Facebook, Microsoft and other top tech companies vow to fight government-sponsored cyberattacks

Microsoft President Brad Smith. (GeekWire File Photo)

More than 30 leading tech companies launched a new cybersecurity accord Tuesday in the hopes of one day inspiring a “Digital Geneva Convention” that would adapt international law to defend against malicious actors online.

This type of international governance has long been a pet project for Microsoft, which led the initiative announced Tuesday. Signatories include Facebook, Cisco, Nokia, Oracle, SAP, and others. Apple, Amazon, and Google-parent Alphabet are conspicuously absent from the list.

Signatories of the new cybersecurity accord. (Microsoft Image)

The tech accord is in response to major cyber attacks over the past year, like WannaCry and NotPetya, according to a blog post by Microsoft President Brad Smith.

“We recognized that supporting an open, free and secure internet is not just the responsibility of individual companies, like ourselves, but a responsibility that must be shared across the entire tech sector and with governments,” he said in the post.

The accord establishes four basic principles, outlined in the paraphrased list below.

  1. Recognize that users and customers across the globe need protection from cyberattacks.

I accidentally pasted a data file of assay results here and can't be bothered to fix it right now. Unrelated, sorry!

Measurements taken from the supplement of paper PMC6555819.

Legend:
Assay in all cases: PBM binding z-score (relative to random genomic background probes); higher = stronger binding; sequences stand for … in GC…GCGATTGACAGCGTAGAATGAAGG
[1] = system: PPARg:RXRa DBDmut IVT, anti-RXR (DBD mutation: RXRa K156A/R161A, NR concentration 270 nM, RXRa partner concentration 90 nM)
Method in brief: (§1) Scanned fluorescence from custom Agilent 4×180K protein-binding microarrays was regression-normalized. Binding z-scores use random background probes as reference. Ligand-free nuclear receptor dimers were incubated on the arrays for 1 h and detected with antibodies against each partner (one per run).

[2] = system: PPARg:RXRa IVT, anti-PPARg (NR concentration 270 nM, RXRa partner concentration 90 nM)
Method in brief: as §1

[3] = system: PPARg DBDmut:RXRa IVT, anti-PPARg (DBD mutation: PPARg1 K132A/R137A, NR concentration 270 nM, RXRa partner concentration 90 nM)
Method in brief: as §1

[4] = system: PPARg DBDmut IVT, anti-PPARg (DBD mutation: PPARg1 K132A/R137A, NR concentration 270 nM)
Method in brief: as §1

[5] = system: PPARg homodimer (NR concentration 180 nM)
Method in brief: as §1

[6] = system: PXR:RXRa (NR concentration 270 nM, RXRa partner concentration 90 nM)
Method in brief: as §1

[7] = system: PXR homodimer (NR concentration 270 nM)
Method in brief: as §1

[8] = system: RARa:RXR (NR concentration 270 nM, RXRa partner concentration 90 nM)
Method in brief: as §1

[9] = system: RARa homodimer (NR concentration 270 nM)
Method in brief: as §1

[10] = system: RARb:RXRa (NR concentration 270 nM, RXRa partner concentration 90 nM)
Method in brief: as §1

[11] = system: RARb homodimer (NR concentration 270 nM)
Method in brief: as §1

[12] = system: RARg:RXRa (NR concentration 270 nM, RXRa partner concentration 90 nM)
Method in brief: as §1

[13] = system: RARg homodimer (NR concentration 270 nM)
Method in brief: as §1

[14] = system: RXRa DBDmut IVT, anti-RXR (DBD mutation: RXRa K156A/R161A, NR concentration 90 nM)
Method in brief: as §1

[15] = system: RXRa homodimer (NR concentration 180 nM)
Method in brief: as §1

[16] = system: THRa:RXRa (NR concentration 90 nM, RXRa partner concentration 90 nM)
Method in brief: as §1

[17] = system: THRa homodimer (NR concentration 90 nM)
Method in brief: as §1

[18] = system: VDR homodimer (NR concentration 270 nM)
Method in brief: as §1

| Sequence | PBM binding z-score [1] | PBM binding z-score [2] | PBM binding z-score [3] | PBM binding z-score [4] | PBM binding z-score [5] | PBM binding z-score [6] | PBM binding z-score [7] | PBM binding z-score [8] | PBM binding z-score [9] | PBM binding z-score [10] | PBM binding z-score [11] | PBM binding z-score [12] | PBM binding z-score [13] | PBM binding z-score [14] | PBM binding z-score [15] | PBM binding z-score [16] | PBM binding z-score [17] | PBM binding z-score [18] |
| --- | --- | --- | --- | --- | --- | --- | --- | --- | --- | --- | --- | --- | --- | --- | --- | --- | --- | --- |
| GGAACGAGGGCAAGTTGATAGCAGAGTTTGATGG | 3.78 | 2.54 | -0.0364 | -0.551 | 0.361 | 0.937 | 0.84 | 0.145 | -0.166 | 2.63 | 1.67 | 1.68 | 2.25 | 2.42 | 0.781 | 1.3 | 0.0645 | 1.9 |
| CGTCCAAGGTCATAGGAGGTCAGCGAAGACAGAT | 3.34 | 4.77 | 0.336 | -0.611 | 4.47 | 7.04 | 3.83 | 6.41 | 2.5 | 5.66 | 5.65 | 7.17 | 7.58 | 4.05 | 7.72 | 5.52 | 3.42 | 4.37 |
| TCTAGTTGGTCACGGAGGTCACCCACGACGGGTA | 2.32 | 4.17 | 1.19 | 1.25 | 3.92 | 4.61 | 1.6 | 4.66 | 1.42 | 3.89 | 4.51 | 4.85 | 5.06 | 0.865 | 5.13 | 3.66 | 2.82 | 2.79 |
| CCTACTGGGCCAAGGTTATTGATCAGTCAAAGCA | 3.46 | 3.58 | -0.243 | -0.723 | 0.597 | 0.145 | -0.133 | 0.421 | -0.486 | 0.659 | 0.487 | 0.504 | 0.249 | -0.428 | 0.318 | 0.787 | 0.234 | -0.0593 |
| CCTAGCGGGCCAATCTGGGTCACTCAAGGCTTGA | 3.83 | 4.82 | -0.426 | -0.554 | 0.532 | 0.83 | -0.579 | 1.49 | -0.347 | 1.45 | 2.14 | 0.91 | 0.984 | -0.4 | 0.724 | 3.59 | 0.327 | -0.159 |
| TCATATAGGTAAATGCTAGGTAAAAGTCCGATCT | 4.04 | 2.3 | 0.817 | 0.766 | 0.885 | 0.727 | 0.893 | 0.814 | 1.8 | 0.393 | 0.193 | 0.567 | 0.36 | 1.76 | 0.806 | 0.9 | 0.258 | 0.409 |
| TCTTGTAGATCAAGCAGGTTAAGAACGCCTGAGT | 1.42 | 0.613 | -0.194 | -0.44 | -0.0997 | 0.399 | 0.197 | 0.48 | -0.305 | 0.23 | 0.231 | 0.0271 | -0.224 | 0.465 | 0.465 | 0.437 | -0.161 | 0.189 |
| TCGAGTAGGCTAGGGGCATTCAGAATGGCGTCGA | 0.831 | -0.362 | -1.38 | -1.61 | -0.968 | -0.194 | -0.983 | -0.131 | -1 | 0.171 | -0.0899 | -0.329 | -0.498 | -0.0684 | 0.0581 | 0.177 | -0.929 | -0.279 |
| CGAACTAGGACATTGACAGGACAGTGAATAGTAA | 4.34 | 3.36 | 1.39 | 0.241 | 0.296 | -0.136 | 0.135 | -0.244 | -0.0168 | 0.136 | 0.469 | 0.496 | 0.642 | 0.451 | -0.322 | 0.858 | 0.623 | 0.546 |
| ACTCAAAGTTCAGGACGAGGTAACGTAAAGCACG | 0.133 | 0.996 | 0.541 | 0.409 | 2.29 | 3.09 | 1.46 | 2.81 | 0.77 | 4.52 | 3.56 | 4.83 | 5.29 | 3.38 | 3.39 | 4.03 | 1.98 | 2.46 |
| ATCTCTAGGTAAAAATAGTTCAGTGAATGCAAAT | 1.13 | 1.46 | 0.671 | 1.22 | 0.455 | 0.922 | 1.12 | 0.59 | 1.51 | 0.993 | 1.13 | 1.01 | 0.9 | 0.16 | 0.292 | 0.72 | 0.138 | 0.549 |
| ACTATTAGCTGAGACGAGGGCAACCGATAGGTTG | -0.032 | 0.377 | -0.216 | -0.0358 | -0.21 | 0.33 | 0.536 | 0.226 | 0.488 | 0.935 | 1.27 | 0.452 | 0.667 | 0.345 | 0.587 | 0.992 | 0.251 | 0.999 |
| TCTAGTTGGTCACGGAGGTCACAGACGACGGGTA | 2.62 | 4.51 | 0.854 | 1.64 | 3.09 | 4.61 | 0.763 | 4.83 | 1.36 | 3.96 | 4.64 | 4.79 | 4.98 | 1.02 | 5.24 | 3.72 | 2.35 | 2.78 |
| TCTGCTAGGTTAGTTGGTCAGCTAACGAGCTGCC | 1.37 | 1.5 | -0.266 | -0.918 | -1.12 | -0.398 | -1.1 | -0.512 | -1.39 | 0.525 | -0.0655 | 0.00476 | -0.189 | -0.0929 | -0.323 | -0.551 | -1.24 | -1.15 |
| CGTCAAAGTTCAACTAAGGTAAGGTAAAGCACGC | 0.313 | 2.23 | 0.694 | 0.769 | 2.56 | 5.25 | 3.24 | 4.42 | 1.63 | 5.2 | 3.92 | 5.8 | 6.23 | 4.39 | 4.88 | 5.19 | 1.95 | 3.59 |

2. Do not help governments launch cyberattacks against anyone.
  3. Provide better access for third-party developers to build security tools.
  4. Work together as an industry to improve cybersecurity and partner with governments and international organizations.

It might sound like those are all principles that the tech industry should already uphold but today’s announcement is significant because the companies are pledging to work together toward common objectives. There have also been several incidents of suspected collaboration between tech companies and government intelligence gathering agencies, as The New York Times explores here. The tech accord pledges not to cooperate in that way.

“The companies may have adhered to some or all of these principles prior to the accord, or may have adhered without a public commitment but this agreement represents a public shared commitment to collaborate on cybersecurity efforts,” the tech accord website says.

The group says it will roll out new initiatives to achieve its goals and bring in new members. Its first meeting will be held at security-focused RSA Conference this week.

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